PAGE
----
The Champions League and Europa League draws conducted on Monday threw up some tantalizing ties in the first knockout rounds of both competitions, with old friends to be reunited and a couple of new rivalries to be instigated.
As often seems to be the case, Real Madrid arguably got the better of the Champions League tombola, drawing Schalke 04 in the last 16. The German side is full of youthful talent but lacks consistency and is out of the Bundesliga running and the German Cup already this season. However, in Julian Draxler Schalke has one of Europe's most coveted players and there is plenty of experience in the forward line at least, where former Real striker Klaas-Jan Huntelaar plies his trade in league with Peru striker Jefferson Farfán. The Dutch international has been sidelined with a knee injury for two months but should be fit to face his old employer.
"We have always suffered a lot against German teams and so we have to approach the tie very respectfully and cautiously, prepare well and attend to all the details," said Real director Emilio Butragueño. "The return match is at the Bernabéu which in principle is an advantage but we know what can happen in this competition. One bad night in Europe and you are out."
Of all the unseeded teams, Arsenal and Manchester City were the ones every coach will have wanted to avoid: the draw pitted the Premier League leader against the its Bundesliga counterpart Bayern Munich, and Barcelona against a City side in rampant form. "It's very tough, but we are happy because we are here and we will fight for the trophy. It's a wonderful draw and these are two big teams so they are going to be great matches," said Txiki Begiristain, Manchester City's director of football, the same post he previously held at Barcelona.
Arsenal and Bayern played each other last year at the same stage of the tournament, the German club and eventual champion going through on away goals after a 3-3 aggregate scoreline.
We had to draw someone, and we drew a team that, among other things, has seven European Cups"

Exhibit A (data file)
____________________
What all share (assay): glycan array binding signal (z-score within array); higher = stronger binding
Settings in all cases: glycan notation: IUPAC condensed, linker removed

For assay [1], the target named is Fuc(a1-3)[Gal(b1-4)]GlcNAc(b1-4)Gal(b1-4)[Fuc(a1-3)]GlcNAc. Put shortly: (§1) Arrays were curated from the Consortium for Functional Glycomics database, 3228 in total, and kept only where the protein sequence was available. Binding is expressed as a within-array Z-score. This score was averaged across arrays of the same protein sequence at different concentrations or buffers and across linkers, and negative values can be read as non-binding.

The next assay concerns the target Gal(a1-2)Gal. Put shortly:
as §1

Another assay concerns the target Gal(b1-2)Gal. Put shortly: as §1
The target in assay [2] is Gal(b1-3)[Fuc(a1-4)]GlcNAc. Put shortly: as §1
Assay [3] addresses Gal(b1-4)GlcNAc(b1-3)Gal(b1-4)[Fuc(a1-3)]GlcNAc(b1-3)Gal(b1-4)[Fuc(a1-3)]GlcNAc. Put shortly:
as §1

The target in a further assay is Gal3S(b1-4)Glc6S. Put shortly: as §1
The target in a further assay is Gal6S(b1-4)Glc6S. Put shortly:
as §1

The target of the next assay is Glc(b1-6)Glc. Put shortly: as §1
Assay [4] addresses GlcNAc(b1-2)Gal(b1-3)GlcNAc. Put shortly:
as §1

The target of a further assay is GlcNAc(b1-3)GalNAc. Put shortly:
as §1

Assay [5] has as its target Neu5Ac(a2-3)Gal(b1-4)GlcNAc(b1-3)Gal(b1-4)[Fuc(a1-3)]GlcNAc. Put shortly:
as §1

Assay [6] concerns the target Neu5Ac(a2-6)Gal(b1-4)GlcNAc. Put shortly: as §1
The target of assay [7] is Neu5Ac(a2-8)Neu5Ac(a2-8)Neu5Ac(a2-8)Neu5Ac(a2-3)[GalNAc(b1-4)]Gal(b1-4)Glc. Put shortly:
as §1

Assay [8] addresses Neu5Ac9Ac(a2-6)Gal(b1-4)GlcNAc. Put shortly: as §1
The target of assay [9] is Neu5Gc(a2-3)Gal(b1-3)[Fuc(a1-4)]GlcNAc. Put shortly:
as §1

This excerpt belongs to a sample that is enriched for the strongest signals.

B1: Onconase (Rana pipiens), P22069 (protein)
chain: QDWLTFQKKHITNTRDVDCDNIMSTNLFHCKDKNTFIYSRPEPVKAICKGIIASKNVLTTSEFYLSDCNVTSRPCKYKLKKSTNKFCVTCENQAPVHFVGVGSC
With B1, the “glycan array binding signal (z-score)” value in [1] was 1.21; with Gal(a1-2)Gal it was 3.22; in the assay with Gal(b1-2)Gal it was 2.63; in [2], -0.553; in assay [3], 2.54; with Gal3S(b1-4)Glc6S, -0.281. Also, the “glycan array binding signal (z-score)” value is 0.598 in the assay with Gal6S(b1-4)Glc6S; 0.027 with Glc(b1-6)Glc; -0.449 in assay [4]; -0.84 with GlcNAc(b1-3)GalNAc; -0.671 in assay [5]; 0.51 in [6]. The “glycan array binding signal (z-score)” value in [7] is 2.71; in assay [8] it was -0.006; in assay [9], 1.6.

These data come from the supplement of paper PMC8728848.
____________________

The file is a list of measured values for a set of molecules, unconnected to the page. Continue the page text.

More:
Atlético Madrid will play AC Milan in a competitive match for the first time in history in a draw that the rojiblancos will probably have enjoyed more than the Serie A side. Diego Simeone's side is in sparkling form and has been beaten only once all season, a somewhat anomalous away defeat at Espanyol in October. Milan, meanwhile, is not in good shape and its Champions League wins in 2003 and 2007 seem an awfully long time ago.
Massimiliano Allegri's side sits 25 points behind Juventus in the league with four wins from 15 Serie A matches, and reached the last 16 courtesy of a turgid 0-0 draw against Ajax in the San Siro.
"We had to draw someone, and we drew a team that, among other things, has seven European Cups, and we have none, so it's a good team. They won 2-0 last year against Barcelona, so it's not an easy team. But we also have our history in Spain and Europe and we will try to make history in this competition this season," said Atlético president Enrique Cerezo. It is an almost ideal draw for Atlético, on current form at least; a guaranteed jamboree at the turnstiles considering Milan's status as a European giant, but an eminently beatable opponent.
In the Europa League last-32 draw, Sevilla was paired with Slovenian side NK Maribor, Real Betis with Russian outfit Rubin Kazan and Valencia against another historically powerful club now going through lean times, Dynamo Kiev.
If Betis and Sevilla win through their respective ties, they will be rewarded with a Seville derby in the last 16. Valencia, which might have to win the competition to qualify for Europe next season if its Liga form remains as erratic as it has been, will play Lazio in the last 16 if it can negotiate its encounter with the Ukrainian side.
In another reunion, Tottenham Hotspur, which sacked Andre Villas-Boas after a 5-0 thrashing by Liverpool at the weekend, will also travel to Ukraine to play Dnipro Dnipropetrovsk, which is managed by former Real Madrid and Spurs coach, Juande Ramos.